In 2020, some 600 million people in China were estimated to live on a monthly income of 1,000 yuan or less – meaning e-commerce has a huge potential to improve their living standards.
In the eastern province of Zhejiang, the pilot zone for Xi’s common prosperity drive, the local government of Kecheng, a district in Quzhou city, said it would foster and support more than 50 “village live-commerce celebrities” to promote B&Bs, tourism and farm produce. It aims to achieve annual revenues of 2 billion yuan by 2025.
In the northeastern province of Jilin, Wangqing county government has recently arranged for farmers in the Manhe village to sit in on talk show sessions to improve their live-streaming skills.
Manhe villagers have opened 33 Taobao shops in recent years and each shop receives 3,000 yuan to 5,000 yuan a month selling funghi and other local specialities. Nearly 40,000 – or half the county’s workers – are involved in the fungus industry, according to a CCTV report last week.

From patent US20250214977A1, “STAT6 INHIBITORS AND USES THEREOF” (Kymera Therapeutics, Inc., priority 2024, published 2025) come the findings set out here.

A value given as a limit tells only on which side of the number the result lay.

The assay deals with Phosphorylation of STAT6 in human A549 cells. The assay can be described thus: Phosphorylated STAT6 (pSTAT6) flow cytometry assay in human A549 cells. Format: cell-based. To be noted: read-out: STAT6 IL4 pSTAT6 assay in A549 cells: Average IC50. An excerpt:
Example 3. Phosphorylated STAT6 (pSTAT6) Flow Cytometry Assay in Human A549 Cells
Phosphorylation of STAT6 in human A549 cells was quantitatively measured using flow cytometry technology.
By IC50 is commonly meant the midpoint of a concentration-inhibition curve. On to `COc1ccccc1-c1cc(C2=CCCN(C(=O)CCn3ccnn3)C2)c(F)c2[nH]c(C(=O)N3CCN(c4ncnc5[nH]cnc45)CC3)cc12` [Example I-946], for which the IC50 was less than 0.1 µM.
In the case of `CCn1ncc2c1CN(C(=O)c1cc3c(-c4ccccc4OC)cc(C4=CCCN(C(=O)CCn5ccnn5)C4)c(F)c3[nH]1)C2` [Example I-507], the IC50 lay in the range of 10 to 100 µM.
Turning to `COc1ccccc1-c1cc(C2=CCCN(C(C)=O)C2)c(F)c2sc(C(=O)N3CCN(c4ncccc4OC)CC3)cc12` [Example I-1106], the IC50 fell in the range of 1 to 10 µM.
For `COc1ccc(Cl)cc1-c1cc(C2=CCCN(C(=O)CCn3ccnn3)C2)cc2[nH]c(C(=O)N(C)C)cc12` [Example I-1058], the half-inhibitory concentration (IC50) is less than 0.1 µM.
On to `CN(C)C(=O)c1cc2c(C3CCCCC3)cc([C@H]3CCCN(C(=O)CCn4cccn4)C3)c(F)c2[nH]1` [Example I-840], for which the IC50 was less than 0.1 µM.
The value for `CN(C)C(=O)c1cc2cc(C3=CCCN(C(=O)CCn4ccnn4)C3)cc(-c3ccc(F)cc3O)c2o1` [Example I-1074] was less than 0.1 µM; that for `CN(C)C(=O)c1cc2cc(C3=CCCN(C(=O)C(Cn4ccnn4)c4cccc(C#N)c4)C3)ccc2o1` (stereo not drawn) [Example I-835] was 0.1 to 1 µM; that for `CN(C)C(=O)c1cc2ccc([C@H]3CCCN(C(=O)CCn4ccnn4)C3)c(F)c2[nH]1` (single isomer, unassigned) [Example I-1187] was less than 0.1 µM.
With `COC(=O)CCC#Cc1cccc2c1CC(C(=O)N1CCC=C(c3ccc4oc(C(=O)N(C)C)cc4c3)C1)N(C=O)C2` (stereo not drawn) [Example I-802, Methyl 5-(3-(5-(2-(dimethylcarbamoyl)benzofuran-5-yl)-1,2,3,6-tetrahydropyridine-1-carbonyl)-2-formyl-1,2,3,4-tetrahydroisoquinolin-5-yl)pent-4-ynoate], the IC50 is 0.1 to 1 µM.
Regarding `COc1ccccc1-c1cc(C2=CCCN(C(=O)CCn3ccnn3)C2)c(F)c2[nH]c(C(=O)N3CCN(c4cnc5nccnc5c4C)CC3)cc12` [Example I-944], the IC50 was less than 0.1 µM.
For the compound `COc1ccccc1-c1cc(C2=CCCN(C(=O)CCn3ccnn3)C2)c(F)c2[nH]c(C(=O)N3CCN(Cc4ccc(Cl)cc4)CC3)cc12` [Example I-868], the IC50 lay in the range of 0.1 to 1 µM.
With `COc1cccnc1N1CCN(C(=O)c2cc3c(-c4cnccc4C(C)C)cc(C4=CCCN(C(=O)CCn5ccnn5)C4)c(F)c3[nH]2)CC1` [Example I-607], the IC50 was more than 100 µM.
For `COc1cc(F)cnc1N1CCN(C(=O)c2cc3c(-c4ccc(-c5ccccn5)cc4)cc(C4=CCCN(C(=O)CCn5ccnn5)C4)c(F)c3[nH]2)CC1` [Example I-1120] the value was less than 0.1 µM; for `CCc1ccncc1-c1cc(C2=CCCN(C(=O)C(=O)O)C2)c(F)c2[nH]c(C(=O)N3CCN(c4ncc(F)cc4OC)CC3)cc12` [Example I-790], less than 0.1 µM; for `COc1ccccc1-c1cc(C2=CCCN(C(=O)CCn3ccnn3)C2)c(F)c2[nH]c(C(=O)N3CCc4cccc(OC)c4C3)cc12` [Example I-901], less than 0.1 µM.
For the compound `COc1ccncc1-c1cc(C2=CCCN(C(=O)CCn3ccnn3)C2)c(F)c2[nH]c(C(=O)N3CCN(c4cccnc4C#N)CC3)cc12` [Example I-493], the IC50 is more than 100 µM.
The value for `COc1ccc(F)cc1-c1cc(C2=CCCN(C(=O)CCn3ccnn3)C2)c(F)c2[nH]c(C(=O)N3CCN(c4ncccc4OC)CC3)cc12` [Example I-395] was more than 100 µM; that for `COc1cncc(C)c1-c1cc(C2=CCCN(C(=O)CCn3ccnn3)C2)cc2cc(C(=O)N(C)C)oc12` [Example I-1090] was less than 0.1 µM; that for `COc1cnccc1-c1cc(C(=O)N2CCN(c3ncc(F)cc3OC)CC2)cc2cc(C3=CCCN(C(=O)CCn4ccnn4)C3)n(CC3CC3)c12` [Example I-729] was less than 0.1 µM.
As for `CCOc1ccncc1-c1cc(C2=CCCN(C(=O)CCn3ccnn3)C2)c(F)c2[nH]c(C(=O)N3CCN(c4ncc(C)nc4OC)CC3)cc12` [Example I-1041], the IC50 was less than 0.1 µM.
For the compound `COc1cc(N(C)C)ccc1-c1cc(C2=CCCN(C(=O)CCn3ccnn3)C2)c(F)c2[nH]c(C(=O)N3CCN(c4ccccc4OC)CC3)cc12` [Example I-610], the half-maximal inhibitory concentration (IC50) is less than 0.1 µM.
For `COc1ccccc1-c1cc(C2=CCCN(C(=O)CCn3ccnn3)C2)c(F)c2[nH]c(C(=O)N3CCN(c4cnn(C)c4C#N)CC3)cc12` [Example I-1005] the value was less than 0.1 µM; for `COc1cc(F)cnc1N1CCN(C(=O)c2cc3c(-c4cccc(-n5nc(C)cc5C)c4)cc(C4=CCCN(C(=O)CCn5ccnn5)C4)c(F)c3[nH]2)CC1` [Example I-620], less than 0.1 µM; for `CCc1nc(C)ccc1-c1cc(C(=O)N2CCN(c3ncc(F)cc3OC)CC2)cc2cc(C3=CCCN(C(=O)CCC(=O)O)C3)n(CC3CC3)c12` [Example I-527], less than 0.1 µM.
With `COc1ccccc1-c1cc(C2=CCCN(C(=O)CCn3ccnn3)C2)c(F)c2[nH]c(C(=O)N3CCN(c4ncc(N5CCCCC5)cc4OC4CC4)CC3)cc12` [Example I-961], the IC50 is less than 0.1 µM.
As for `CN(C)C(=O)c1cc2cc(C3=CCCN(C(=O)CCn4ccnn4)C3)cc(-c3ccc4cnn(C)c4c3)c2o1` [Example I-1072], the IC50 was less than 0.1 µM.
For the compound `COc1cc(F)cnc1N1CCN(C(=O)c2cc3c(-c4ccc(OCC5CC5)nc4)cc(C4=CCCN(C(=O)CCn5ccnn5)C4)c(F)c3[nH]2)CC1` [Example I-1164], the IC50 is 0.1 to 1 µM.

Li Tianyu, 32, a host and owner of a Taobao shop in Jilin’s Fusong county, said it took him three years to gain 130,000 followers. He made his debut broadcast in 2018, after being convinced by a friend that live commerce had big potential.
“At the beginning, I was totally directionless. I spoke to nobody for at least five hours a day in front of my mobile phone for 30 days in the trial period as required by Taobao when viewers were blocked,” he said. “No listeners. No customers. It’s like walking in darkness. I didn’t give up because I had to make a living.”